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Recommended techniques on flying a tail dragger

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Mar 18, 2008
Looking for any recommend reading material, videos or personal insights on learning, (techniques) for flying a tail dragger, specifically a Citabria.
Thank you in advance.
Citabria has spring gear, it will let you know when its not happy. It was my first taildragger, and its a great flying airplane.
Brakes are for taxiing, not for the runway.

Don't try to salvage a bad landing.

The flight isn't over until the airplane is chocked and tied down.

Keep the long axis of the airplane aligned with your direction of travel when landing.

The flipper things by your feet are attached to the rudder. Use them.

Two point, thee point, doesn't really matter. You should learn to do both.

It's just an airplane. Don't let the mythology of conventional gear deter you.
All those fancy memory aids you learned about holding the yoke correctly relative to which way the wind is blowing you will get to actually have to use now. It doesn't have the training wheel up front and you'll need to use proper stick etiquette to keep from flipping on your back. Oh yeah, if the stick ain't in your gut it's not going to land full stall (in a Cub anyways).
Got to www.faa.gov. do a search for faa 8083 3a. Then click on airplane flying hand book. Open chapter 13. Good luck lots of fun and will make you a better pilot!
Before you fly - do lots of fast taxiing. Matter of fact, the flying part of a TW is no different, it's the landing and take-off, or more specifically, the handling of the CG while rolling fast, at near T.O.& Landing speeds.

So,...get on a side taxiway somewhere, or on the runway is best, and power up to get 15-20 kts speed, throttle back, and stomp on a rudder and brake (stick all the way back) and cause a small groundloop. Slow at first, just a fast taxi, then increase speed untill it simulates a groundloop, then practice stopping the groundloop at precise points, ie., 180, 90, etc. this will get you in command of directional control of the nose with the rudder and brakes.

That's what TW flying is all about.
One shouldn't ever groundloop in a conventional gear airplane. If one is unlocking the tailwheel above walking speed, one is going to fast to be swinging the tail. This puts an extraordinary load on the main gear. There's no reason for it, operationally, or when training.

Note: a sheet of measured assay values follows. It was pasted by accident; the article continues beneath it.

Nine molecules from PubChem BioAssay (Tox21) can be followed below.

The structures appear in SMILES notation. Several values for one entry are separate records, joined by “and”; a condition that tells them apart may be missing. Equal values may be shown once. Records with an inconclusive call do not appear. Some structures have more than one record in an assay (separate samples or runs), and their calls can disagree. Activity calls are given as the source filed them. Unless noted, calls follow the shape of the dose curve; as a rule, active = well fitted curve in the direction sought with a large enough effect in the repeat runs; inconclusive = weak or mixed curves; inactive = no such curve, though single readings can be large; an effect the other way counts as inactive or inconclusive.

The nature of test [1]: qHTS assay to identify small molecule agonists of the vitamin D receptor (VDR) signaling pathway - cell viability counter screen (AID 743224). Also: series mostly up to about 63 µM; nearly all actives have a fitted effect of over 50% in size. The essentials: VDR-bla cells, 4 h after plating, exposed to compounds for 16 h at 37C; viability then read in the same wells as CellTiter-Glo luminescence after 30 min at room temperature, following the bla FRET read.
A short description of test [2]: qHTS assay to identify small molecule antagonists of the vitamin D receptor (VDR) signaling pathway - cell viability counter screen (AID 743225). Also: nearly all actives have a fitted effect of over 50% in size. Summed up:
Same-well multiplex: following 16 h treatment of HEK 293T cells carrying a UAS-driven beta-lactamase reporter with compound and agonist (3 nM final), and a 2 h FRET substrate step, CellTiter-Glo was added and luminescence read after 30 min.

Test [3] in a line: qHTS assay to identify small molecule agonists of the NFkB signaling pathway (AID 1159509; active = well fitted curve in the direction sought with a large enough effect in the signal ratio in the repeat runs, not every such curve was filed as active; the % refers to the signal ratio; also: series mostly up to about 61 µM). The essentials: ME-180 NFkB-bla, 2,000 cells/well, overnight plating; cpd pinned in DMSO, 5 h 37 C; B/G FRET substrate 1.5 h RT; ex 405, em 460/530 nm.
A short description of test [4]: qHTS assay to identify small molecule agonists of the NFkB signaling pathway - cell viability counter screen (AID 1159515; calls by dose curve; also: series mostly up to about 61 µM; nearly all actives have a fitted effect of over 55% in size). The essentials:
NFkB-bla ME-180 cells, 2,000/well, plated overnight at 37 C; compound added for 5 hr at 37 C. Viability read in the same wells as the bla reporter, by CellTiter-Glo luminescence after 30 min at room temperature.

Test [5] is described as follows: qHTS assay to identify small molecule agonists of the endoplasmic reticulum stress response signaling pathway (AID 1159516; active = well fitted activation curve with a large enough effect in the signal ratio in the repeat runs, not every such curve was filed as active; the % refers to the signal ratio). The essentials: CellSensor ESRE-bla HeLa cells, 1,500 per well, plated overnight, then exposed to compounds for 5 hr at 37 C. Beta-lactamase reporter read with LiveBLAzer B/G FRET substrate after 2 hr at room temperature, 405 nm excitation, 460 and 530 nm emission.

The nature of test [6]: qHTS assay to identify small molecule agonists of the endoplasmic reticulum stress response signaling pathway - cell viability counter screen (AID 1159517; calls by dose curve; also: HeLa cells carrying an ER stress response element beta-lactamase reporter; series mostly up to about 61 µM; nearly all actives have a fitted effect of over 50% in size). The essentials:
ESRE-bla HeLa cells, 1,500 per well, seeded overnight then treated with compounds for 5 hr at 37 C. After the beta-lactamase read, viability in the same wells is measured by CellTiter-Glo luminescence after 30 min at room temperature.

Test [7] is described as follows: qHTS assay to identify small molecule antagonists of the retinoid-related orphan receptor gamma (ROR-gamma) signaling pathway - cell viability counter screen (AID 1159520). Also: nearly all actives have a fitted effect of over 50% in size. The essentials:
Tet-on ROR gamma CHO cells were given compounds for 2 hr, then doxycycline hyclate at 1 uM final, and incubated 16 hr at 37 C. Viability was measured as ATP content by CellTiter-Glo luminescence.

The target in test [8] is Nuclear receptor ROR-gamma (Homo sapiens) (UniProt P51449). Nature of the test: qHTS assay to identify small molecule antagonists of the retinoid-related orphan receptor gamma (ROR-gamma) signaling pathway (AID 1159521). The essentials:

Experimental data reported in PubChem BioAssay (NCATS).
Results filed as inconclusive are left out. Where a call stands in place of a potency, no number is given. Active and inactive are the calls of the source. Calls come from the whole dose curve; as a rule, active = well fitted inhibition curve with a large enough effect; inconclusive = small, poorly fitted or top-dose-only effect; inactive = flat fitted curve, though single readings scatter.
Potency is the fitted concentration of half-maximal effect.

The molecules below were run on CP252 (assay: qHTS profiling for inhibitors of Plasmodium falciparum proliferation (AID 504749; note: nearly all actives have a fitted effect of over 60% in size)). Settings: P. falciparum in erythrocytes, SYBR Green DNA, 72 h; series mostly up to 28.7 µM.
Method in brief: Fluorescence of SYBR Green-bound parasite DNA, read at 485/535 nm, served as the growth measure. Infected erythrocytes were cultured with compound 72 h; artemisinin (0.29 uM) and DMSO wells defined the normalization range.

There's no reason for it, operationally, or when training.
It was standard U.S.Army Bird Dog (L-19) Primary Pre-Solo training.

Yeah, it does work the landing gear somewhat, but it is an excellent training tool, and I guess it is cheaper than a real groundloop.
The US Army had one thing that the civillian world doesn't have: unlimited taxpayer funds. Groundlooping at any speed doesn't just "work the landing gear somewhat." It's extremely hard on the gear and the airframe, and it teaches the exact opposite of what the student should be learning.

There is no reason in the training environment to groundloop the airplane. One can be properly taught to fly conventional gear without inciting a loss of control.

The L-19 had spring steel gear which was a little more tolerant of abuse. Simply because one can abuse equipment doesn't mean one should. That the army elected to poorly teach because the taxpayer was footing the bill doesn't mean it should be done anywhere else. Furthermore, teaching by that method leads to too much reliance upon brakes; one should teach a student to bracket the gear and keep it from escaping into a groundloop without brakes. This is particularly true in many light civil aircraft where the brakes are far short of spectacular; especially in friction heel brakes which are just short of non-existent in practical use.

A big part of teaching someone to flying conventional gear is teaching them not to use the brakes.

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